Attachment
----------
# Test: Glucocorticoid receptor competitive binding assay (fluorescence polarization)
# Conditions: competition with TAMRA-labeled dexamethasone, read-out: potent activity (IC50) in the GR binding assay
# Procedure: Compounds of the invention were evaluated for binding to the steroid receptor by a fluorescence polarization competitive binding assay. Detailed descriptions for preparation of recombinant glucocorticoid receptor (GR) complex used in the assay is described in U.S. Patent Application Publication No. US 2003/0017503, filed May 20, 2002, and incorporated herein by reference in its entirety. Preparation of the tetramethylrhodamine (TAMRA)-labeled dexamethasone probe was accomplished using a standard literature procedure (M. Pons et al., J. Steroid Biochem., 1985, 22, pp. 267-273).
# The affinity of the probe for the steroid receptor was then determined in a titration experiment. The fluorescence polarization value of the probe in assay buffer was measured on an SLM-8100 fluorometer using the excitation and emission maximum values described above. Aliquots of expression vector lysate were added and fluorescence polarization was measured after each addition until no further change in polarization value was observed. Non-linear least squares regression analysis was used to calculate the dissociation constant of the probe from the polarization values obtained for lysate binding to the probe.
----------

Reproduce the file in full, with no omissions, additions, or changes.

# Test: Glucocorticoid receptor competitive binding assay (fluorescence polarization)
# Conditions: competition with TAMRA-labeled dexamethasone, read-out: potent activity (IC50) in the GR binding assay
# Procedure: Compounds of the invention were evaluated for binding to the steroid receptor by a fluorescence polarization competitive binding assay. Detailed descriptions for preparation of recombinant glucocorticoid receptor (GR) complex used in the assay is described in U.S. Patent Application Publication No. US 2003/0017503, filed May 20, 2002, and incorporated herein by reference in its entirety. Preparation of the tetramethylrhodamine (TAMRA)-labeled dexamethasone probe was accomplished using a standard literature procedure (M. Pons et al., J. Steroid Biochem., 1985, 22, pp. 267-273).
# The affinity of the probe for the steroid receptor was then determined in a titration experiment. The fluorescence polarization value of the probe in assay buffer was measured on an SLM-8100 fluorometer using the excitation and emission maximum values described above. Aliquots of expression vector lysate were added and fluorescence polarization was measured after each addition until no further change in polarization value was observed. Non-linear least squares regression analysis was used to calculate the dissociation constant of the probe from the polarization values obtained for lysate binding to the probe.